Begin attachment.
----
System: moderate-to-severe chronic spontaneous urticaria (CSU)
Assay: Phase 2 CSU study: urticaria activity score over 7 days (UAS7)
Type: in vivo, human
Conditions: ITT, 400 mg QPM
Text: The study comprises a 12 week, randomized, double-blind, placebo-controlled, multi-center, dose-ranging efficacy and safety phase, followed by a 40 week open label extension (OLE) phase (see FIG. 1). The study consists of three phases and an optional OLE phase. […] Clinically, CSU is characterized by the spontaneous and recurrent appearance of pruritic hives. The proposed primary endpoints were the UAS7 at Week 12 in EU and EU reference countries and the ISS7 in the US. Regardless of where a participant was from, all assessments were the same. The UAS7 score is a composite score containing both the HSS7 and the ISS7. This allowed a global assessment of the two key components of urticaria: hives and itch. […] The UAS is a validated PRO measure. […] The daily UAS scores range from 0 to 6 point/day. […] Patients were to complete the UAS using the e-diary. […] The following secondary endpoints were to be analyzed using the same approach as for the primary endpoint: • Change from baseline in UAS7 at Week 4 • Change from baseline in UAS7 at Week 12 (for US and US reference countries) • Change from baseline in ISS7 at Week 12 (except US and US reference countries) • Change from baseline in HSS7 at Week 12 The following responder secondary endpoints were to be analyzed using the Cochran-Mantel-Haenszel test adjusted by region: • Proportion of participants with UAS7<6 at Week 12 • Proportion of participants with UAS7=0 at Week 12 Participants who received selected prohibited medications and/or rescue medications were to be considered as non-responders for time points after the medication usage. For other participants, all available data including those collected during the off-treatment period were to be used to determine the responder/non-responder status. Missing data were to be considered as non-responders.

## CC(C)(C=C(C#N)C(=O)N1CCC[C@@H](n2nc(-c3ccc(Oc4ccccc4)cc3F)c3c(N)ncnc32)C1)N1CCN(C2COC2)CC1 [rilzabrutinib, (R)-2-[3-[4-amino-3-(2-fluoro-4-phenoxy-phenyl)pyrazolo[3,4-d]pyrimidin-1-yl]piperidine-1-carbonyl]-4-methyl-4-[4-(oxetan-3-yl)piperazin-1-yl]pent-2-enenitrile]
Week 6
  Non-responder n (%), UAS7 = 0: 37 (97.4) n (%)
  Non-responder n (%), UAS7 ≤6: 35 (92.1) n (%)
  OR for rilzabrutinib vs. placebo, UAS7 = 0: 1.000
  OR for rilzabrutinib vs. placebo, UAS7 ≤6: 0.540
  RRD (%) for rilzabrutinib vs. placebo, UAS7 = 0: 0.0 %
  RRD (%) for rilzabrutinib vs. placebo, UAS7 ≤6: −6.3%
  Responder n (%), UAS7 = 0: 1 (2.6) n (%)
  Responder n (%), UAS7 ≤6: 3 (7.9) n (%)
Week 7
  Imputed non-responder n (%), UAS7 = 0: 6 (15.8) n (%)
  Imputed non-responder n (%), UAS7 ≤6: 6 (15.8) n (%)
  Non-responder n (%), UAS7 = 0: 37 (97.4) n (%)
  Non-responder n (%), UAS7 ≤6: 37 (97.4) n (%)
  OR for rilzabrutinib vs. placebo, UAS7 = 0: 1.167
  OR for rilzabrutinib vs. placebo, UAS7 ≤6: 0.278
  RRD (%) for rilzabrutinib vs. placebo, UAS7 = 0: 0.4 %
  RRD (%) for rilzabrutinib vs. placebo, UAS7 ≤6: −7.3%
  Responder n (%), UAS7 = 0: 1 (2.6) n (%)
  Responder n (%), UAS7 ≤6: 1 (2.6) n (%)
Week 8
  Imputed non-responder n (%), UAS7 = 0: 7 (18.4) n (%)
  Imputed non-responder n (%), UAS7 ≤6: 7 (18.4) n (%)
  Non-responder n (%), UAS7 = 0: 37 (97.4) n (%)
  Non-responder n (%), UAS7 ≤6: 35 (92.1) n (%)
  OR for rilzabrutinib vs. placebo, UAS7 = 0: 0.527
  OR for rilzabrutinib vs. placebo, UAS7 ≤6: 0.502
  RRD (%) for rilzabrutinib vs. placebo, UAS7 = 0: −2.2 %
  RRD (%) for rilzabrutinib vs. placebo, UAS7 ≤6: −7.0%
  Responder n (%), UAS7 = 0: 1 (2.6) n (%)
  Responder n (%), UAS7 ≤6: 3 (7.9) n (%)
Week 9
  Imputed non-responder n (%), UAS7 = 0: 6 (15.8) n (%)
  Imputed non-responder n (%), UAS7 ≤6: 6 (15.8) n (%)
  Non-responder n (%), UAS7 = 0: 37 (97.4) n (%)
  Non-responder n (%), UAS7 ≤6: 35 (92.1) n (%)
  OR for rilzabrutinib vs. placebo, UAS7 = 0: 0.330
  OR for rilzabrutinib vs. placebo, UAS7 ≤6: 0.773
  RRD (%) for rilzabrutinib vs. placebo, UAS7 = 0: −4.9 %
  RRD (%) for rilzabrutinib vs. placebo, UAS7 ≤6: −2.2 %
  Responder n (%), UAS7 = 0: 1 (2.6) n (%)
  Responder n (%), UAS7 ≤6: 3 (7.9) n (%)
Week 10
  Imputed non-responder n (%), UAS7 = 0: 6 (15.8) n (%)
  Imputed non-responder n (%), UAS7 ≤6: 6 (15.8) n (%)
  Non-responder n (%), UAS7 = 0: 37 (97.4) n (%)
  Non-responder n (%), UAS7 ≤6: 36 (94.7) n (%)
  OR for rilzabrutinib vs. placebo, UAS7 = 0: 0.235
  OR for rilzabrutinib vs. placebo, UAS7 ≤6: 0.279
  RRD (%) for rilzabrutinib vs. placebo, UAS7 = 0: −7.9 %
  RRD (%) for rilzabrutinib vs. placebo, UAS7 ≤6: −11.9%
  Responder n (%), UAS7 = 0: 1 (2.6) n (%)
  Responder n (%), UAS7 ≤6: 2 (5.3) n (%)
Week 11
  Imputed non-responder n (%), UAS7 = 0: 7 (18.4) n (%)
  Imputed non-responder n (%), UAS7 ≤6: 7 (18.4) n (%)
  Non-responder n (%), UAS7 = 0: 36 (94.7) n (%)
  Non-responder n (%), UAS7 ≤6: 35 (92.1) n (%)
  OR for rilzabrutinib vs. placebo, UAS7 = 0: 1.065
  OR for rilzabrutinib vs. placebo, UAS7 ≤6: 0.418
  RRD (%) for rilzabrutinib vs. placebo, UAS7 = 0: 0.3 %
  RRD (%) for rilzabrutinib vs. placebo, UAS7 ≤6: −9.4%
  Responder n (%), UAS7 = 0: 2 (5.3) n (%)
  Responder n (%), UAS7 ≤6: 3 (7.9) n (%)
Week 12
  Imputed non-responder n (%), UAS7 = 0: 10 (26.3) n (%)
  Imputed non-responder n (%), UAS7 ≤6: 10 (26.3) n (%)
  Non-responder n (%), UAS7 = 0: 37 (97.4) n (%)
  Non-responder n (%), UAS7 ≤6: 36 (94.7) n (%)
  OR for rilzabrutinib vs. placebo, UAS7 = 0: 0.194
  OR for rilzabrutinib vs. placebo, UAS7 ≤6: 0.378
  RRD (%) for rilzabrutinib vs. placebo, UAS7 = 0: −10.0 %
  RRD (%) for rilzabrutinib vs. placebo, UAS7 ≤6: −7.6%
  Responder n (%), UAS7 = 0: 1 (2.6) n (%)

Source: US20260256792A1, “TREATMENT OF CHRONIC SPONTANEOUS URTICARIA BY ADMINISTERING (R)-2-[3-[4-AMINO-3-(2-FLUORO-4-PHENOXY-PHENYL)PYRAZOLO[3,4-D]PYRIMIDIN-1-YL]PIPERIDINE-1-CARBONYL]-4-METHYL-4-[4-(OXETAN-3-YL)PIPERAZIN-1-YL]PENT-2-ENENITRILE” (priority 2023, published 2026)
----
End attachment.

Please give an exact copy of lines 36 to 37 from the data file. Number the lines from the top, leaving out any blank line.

  Responder n (%), UAS7 = 0: 1 (2.6) n (%)
  Responder n (%), UAS7 ≤6: 3 (7.9) n (%)